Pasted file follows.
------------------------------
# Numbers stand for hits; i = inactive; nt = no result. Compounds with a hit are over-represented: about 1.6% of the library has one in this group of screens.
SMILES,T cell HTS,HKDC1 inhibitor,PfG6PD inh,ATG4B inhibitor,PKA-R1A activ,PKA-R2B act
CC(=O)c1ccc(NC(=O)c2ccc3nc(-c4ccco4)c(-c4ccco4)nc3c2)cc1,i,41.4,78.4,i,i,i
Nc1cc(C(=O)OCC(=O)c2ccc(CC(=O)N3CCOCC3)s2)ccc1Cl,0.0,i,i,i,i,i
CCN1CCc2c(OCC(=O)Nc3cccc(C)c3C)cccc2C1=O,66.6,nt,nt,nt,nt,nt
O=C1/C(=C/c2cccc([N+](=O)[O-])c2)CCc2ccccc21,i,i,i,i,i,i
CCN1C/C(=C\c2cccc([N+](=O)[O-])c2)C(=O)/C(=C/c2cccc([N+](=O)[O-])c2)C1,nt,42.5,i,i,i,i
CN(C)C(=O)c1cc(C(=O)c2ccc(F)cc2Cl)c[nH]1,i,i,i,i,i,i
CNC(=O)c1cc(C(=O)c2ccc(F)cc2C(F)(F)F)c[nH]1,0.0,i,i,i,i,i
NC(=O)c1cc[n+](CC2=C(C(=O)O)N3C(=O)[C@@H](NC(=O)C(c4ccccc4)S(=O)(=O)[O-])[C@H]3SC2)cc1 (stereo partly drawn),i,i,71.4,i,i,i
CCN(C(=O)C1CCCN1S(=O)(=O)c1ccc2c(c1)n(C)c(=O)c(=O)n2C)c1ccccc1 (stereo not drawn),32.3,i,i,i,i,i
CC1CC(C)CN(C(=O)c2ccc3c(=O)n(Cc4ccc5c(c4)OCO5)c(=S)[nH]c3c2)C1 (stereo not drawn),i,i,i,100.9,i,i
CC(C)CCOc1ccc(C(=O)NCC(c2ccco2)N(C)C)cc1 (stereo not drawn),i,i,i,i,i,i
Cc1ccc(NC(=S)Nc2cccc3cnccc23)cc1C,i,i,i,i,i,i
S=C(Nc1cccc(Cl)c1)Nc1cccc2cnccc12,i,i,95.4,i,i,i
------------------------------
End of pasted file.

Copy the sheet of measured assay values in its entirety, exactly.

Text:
# Numbers stand for hits; i = inactive; nt = no result. Compounds with a hit are over-represented: about 1.6% of the library has one in this group of screens.
SMILES,T cell HTS,HKDC1 inhibitor,PfG6PD inh,ATG4B inhibitor,PKA-R1A activ,PKA-R2B act
CC(=O)c1ccc(NC(=O)c2ccc3nc(-c4ccco4)c(-c4ccco4)nc3c2)cc1,i,41.4,78.4,i,i,i
Nc1cc(C(=O)OCC(=O)c2ccc(CC(=O)N3CCOCC3)s2)ccc1Cl,0.0,i,i,i,i,i
CCN1CCc2c(OCC(=O)Nc3cccc(C)c3C)cccc2C1=O,66.6,nt,nt,nt,nt,nt
O=C1/C(=C/c2cccc([N+](=O)[O-])c2)CCc2ccccc21,i,i,i,i,i,i
CCN1C/C(=C\c2cccc([N+](=O)[O-])c2)C(=O)/C(=C/c2cccc([N+](=O)[O-])c2)C1,nt,42.5,i,i,i,i
CN(C)C(=O)c1cc(C(=O)c2ccc(F)cc2Cl)c[nH]1,i,i,i,i,i,i
CNC(=O)c1cc(C(=O)c2ccc(F)cc2C(F)(F)F)c[nH]1,0.0,i,i,i,i,i
NC(=O)c1cc[n+](CC2=C(C(=O)O)N3C(=O)[C@@H](NC(=O)C(c4ccccc4)S(=O)(=O)[O-])[C@H]3SC2)cc1 (stereo partly drawn),i,i,71.4,i,i,i
CCN(C(=O)C1CCCN1S(=O)(=O)c1ccc2c(c1)n(C)c(=O)c(=O)n2C)c1ccccc1 (stereo not drawn),32.3,i,i,i,i,i
CC1CC(C)CN(C(=O)c2ccc3c(=O)n(Cc4ccc5c(c4)OCO5)c(=S)[nH]c3c2)C1 (stereo not drawn),i,i,i,100.9,i,i
CC(C)CCOc1ccc(C(=O)NCC(c2ccco2)N(C)C)cc1 (stereo not drawn),i,i,i,i,i,i
Cc1ccc(NC(=S)Nc2cccc3cnccc23)cc1C,i,i,i,i,i,i
S=C(Nc1cccc(Cl)c1)Nc1cccc2cnccc12,i,i,95.4,i,i,i